The top 5 soft skills you need to supercharge your career

13 May 2016 -


Technical skills are often seen as the priority for people looking to further their career, but with more than three quarters of employers valuing soft skills just as highly, Insights takes a look at how you can develop your skillset and improve your employability

Jermaine Haughton

Whether it is a lack of qualified engineers, plumbers or computer scientists, the technical skills shortage that threatens to halt the UK’s productivity and economic growth is never out of the news for long.

However, largely due to their difficulty to be defined and measured, soft skills are often undervalued, if not ignored altogether.

Particularly crucial for managers, softs skills often provide the basis for leaders to effectively give directions to people with a persuasive flair and influence their team to strategically pursue the organisation's goals and objectives.

A recent study by career website CareerBuilder found an overwhelming majority of companies say soft skills are just as important as hard skills. It was found that 77% believe that soft skills, which are associated with one’s personality (such as a positive attitude) are just as important as hard skills, which are learned to perform a specific job function (such as programming).

Nicki Cresswell, wellbeing co-ordinator at careers advice service CABA, said that managers must not overlook the important role their soft skills, such as communication and organisation, play in leading teams to business objectives and targets.

“The truth is, soft skills feed into all abilities and actually drives us more than you would think,” she said. “Wikipedia associate’s soft skills with a person's "EQ" (Emotional Intelligence Quotient) and the cluster of personality traits, social graces, communication, language, personal habits, interpersonal skills, managing people, leadership, etc. that characterise relationships with other people. Thus enabling you to succeed in your career, while developing and progressing in the workplace.

“It allows versatility in your skillset, such as enhancing communication and people management skills.”

There are many different type of soft skills, but according to Cresswell, five attributes standout as being of most valuable to managers who wish to take their career to the next level:

Communication skills

This is arguably the most important soft skill in almost any type of job. Without communication skills, you can’t manage a team or relay strategy back to your peers. If you have good communication skills, it means you can effectively express your ideas both verbally and in writing.

This formulates an understanding with your colleagues and clients, which should ultimately lead to increased responsibility and respect. Good communication skills also include being a good listener, as this helps you to understand what your employer, co-workers’ and clients’ need.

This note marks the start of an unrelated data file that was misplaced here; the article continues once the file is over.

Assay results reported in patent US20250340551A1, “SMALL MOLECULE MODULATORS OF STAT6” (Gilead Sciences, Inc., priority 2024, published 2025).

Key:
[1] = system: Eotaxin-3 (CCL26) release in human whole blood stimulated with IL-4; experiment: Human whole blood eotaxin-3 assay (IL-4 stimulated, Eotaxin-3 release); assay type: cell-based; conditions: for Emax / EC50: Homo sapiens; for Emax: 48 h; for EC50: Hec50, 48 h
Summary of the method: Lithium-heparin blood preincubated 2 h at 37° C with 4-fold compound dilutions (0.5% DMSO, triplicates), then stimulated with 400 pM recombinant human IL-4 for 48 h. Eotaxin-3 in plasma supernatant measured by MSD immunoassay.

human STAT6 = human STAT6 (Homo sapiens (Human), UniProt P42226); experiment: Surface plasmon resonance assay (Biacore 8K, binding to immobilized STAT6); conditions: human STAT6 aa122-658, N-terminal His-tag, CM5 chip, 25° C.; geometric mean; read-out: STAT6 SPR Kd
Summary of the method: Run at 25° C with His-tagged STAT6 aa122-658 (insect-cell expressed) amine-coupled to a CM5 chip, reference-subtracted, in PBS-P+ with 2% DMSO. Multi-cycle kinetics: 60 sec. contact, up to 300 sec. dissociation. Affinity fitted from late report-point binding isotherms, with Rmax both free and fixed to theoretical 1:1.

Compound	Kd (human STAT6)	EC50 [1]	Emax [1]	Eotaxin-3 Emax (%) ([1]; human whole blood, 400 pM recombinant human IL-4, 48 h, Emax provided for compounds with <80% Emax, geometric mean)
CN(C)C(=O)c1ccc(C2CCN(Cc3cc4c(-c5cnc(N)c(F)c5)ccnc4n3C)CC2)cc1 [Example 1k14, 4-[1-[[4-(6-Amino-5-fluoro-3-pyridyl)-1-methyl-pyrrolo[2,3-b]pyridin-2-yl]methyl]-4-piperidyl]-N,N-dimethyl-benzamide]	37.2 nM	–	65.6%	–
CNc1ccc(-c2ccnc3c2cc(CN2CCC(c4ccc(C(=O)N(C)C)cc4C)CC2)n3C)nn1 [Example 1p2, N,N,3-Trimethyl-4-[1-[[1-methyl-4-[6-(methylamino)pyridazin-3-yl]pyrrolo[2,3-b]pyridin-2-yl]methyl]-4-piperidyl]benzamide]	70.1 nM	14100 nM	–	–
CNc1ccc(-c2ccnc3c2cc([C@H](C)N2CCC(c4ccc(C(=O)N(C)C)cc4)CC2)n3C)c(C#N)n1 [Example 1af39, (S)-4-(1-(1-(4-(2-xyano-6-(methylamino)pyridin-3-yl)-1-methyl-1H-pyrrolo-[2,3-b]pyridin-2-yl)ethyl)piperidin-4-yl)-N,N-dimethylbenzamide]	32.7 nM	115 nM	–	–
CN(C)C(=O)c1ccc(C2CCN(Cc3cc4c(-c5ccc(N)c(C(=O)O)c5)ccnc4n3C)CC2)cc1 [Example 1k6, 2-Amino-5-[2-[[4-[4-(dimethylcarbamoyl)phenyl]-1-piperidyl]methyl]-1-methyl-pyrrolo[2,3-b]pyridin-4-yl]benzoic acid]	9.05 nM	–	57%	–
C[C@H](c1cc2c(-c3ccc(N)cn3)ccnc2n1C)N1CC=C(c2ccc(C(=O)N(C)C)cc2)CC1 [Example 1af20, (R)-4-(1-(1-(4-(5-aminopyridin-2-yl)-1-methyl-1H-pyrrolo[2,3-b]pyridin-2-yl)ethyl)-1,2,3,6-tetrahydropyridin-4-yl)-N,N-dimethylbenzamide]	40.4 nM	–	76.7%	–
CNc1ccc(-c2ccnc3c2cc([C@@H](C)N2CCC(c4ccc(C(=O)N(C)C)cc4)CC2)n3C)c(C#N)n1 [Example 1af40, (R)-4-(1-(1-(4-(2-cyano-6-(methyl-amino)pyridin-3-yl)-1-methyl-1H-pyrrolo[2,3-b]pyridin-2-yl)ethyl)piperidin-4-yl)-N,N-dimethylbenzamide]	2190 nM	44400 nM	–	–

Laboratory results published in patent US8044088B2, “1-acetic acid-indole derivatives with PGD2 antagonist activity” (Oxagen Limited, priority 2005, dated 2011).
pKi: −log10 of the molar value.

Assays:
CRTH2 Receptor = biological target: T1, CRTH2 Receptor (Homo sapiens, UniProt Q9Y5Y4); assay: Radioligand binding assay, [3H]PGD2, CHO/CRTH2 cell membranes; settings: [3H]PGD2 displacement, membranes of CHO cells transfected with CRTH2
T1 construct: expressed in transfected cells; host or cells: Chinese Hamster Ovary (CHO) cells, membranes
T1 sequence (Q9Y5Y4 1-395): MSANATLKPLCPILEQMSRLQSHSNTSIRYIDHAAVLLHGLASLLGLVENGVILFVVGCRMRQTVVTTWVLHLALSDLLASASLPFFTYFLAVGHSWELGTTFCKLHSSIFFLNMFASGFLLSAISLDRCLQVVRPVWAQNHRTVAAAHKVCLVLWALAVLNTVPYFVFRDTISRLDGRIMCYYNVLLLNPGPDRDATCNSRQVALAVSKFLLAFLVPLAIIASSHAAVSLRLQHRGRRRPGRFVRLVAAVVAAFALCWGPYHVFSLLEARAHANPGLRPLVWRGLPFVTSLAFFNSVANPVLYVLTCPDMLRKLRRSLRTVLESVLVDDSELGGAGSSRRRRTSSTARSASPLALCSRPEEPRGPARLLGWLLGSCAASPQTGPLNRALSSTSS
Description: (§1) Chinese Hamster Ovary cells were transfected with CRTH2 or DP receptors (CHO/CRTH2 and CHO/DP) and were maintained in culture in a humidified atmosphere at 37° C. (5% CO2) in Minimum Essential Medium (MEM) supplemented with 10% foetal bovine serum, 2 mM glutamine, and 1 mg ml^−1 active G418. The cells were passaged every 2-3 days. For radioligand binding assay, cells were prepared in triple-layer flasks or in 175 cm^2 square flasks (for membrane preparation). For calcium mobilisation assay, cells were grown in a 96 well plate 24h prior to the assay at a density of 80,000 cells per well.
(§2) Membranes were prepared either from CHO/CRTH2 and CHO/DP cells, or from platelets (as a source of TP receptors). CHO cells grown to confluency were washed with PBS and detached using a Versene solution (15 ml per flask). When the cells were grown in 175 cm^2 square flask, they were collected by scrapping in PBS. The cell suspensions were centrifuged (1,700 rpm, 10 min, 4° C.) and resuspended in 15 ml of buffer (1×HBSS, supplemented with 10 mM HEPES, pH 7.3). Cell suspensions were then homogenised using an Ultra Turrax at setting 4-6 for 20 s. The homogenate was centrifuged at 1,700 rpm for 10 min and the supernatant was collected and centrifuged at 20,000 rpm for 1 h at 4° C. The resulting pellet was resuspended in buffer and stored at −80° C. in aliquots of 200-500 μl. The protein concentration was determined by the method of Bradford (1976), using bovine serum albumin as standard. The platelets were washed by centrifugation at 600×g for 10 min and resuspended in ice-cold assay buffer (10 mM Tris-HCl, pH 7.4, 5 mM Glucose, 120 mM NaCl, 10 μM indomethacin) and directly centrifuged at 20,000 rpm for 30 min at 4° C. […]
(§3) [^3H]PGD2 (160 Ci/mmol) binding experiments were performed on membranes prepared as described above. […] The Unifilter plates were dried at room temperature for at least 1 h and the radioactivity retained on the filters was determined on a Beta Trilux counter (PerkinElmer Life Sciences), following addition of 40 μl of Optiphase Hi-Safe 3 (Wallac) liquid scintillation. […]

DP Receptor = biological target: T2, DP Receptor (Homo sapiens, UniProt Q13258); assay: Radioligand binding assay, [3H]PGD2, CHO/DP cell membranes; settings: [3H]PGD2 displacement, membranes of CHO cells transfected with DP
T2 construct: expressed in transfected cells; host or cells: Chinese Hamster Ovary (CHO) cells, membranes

Women are traditionally better at using soft skills within the workplace, and are 45% more likely than men to be seen demonstrating empathy consistently. Empathy helps build relationships with clients and colleagues, and goes a long way towards building a strong team.

Problem solving

Employers are keen to work with people who can gather and analyse information, then apply logic and creativity to solve problems and make appropriate decisions without relying heavily on others.

So if you have this kind of skill, harness it and you should be in demand.

Being able to solve problems autonomously is also a skill employers value, as you can save time and add value by driving projects forward; by presenting solutions, rather than problems to senior colleagues.


Being able to adapt to change in the workplace is another sought-after skill. Adaptability and flexibility are key and will show you to be a reliable member of the team.

The world of work is changing at a faster rate than ever, and employers are actively looking for people who can keep up and not just adapt to new ideas and working environments, but embrace them.

Team working

Working well with others and having the confidence to contribute ideas in a group is a skill some people lack. Being positive and assertive, as well as taking your share of the responsibility and being open to constructive criticism (while at the same time being able to offer constructive criticism to others) can be difficult at times.

However, you need to consider how it helps the team overall. Without new or different ideas, creativity or innovation will never benefit the business.

Time management

When you organise and manage your time well, you can be more productive and efficient. It also means you’re good at juggling several different tasks and projects at the same time, and can set goals – and meet them.

This is essential, especially in today’s 24/7 world, and is definitely just as valuable as technical skills. Missed deadlines or missed opportunities are more costly than brushing up on your technical skills.

On the whole, businesses are realising the importance of soft skills in the workplace, and how they are unable to grow as a company without these types of personalities to help them develop. Soft skills can show you to be a well-rounded employee, and communicating well or having empathy for others will go a long way to driving your career even further forward.

Find out how CMI can help boost your skill set by visiting our qualifications page

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